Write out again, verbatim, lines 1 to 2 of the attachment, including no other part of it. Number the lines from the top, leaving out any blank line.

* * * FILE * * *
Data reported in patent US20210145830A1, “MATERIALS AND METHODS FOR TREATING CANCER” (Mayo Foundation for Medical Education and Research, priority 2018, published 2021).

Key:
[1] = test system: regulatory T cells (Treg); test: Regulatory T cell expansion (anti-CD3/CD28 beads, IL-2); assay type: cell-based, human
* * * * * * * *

Data reported in patent US20210145830A1, “MATERIALS AND METHODS FOR TREATING CANCER” (Mayo Foundation for Medical Education and Research, priority 2018, published 2021).

Key: